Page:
suggested by :Fig. I. In this case the angles PAC, PBC, which are
intimately associated with the solution of the figure, are together equal
to a right angle; PMC, PLC are evidently the same angles.
In Fig. 4, are shown variations of the Collins figure and the solu..
tion by a single circle. At A draw the line AC' making the angle a


with AB, and at B the line BC'making the angle fJ with BA. Note that
the line from A to C' should be drawn in the same general sense as the
line from P to B, and
the line from B to C
in the same sense as
the line from P to A.
The point so determined, C', is the
point. Join CC' and
describe a
circle f3.
round ABC', cutting
CC' in the point P,
the point required.
It will be noticed
that the Collins circle
is the "observation
circle" corresponding
to the angle y, which
FIG. 4.
is considered as not
observed. The figures indicate also with clearness the impossible case:
evidently if the circle through C' passes through C also, the point P cannot
be fixed --:.a conclusion so obvious that Collins, who distinguishes five
cases of this problem, probably considered it not worth mentioning. In
the impossible case, C' = 180 - C; so that the solution is well removed
from impossibility ,vhen C' = 90 - C, or 2700 - C, the Collins circle
then becoming a clear circle.
The Collins and Snellius points are antithetic; if P moves to C', C
moves to P. If C' goes to infinity, P is the foot of the perpendicular from
C on AB.
By means of the Collins point the Snellius point can be found directly
on the plane-table without employing the ordinary method of trial and
error and the aid of the compass. Set the alidade on AB, and orient the
the table to view (field) B and clamp; then centering the alidade on (table)
A, align on (field) C and draw the line AC'. Next unclamp the table, set
the alidade on BA and clamp on (f) A; then centring on (I) B view (f)
C again and draw the line BC'. Join CC' and unclamp. Lastly, set the
alidade on C'C and clamp on (f) C; then centre on (I) A and align on
(I) A and draw the line AP, which meets CC' in the required point.
Centring on (I) B and alignment on (f) B gives the line PB as a
This method is due to Bohnenberger and .Bessel, and can be employed
in other problems involving resection. The fixed triangle may be
enlarged or reduced; reduction may be necessary if the Collins point
happens to lie off the table. Reduction or extension is accomplished by



drawing a line parallel to the base AB and employing its intercept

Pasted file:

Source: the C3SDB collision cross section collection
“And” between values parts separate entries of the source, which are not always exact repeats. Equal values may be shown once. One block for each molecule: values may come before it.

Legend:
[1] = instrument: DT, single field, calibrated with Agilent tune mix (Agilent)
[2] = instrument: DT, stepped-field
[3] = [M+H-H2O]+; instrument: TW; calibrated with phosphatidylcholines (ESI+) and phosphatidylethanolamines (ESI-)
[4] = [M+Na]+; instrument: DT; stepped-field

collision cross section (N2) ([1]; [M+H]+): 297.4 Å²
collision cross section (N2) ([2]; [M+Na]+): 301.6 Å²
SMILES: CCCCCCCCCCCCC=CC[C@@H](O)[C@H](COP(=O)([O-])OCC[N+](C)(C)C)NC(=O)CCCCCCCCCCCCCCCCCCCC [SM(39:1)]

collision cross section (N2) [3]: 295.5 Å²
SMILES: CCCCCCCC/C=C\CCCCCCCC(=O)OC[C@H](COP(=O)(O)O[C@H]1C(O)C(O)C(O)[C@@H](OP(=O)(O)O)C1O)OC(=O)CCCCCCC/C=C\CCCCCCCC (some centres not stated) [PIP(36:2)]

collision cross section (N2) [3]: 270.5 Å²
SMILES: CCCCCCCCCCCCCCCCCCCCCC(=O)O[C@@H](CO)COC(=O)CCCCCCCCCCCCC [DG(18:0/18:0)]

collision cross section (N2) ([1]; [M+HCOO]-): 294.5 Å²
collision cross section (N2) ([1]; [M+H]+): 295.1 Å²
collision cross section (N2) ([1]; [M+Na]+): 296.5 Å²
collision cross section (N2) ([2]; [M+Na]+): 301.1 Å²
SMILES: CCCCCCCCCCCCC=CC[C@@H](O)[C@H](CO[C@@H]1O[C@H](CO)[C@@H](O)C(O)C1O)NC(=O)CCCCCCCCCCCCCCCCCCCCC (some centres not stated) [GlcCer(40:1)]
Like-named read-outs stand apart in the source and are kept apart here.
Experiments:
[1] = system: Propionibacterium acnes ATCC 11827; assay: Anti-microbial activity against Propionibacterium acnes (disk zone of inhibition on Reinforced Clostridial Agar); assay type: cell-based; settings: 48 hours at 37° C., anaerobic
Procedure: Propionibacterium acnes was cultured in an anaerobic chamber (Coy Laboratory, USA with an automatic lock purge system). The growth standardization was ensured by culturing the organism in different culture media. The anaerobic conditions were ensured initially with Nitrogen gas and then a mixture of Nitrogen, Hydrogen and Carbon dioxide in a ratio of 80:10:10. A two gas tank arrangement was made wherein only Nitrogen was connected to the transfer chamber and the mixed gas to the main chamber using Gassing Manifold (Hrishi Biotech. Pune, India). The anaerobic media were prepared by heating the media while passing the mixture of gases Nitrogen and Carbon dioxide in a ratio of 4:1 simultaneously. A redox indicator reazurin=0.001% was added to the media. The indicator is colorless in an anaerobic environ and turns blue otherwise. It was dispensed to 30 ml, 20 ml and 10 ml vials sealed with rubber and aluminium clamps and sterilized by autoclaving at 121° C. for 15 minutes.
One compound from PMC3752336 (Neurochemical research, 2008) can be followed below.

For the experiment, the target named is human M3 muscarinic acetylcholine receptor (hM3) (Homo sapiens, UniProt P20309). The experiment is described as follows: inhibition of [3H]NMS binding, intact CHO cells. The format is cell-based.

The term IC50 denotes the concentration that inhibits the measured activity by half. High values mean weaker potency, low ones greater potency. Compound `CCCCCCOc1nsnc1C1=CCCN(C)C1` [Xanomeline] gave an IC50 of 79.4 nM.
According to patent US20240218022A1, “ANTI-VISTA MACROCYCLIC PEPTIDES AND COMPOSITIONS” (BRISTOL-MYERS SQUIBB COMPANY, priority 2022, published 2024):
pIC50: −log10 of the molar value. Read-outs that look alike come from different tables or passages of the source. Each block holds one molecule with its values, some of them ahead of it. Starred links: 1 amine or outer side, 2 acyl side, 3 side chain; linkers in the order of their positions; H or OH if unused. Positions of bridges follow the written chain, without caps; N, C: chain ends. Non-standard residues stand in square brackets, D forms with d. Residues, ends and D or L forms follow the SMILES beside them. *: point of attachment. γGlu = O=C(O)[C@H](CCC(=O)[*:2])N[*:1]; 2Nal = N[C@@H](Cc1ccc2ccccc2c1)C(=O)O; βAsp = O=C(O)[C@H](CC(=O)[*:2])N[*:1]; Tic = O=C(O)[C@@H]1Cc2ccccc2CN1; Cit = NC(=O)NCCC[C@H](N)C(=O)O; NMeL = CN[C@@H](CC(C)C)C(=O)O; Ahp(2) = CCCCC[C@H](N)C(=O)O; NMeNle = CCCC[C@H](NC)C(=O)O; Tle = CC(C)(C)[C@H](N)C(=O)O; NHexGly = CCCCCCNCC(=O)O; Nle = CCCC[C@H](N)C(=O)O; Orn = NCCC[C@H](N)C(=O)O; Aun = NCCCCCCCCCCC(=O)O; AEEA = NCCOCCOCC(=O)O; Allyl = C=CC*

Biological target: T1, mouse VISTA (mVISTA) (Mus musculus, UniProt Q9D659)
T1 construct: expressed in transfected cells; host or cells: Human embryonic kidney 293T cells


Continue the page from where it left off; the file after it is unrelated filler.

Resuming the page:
between the two sides CA, CB. If the Collins auxiliary point is to be
utilized in field work, it would be a great advantage to extend the lines
between the fundamental stations to the margins of the sheet; the positions
of these stations, supplied by the trigonometrical party, are laid down on
the sheets while the plane-tabler is in camp, so that the running out of
the lines can be done accurately, with very beneficial results as regards the
speed and precision of the subsequent field work.
Rankine, in his ' Manual of Civil Engineering,' gives the Collins figure
without mentioning the name of the originator. His trigonometrical
solution of the same figure is as follows: Having computed AC', BC' by
the rule of sines, solve the triangle CAC' in which the two sides are now
kno\vn, together with the included angle CAC'= 180- (a - A). We
thus obtain the angle ACP, marked ~ on the figures; then knowing the
side b and the two angles {3, ~ in the triangle CAP, compute the sides
AP, CP by the rule of sines. In the triangle BCP we have also the
angles a and BCP = C these with the side a gives BP and a check
on CPo
In working with rectangular co-ordinates the co-ordinates of C' are
computed from those of A or B. Then from the co-ordinates of C
and C' there is obtained the azimuth of ee', which, with the known
azimuth of CA, gives the angle ~, whence the solution proceeds as above.
This rnethod gives the neatest mathematical resolution of the Collins
The figs. 5 are intended for the more common solutions. The writer
some years ago rearranged the formula which makes use of the auxiliary angle, putting it in a form which is perhaps more symmetrical




n rr
r! !






and suitable for systematic working. More symb~ls are introduced than
are actually necessary, but the object is to attain greater compactness and
symmetry, with adaptation to computation. columns.

Put I == a : sin a,



n == c : sin y,

= b : sin {3,

!(a- A) = aI'
tan (45

p = 1Jt

+ epl) =

tan z/11

m : n,

== tan epb tan ah

= n sin (al + z/11),

r == til sin (al - z/11 f3),
q=1t sin (al +z/1I +y).

sin (al - z/11)

These forms are arranged for cyclic interchange; of the three angles
fiIt Yl of this interchange, it will be advisable to use that which most
nearly approaches 45. In terms of the angles on the figures, al - z/1l == ~
and al + z/1I == 8.
The geometrical interpretation of this formula is shown in Fig. 6,
which exhibits a semi-graphical solution of this problem. If three rays
PL, PM, PN are drawn from a point P, such that the angle MPN = 180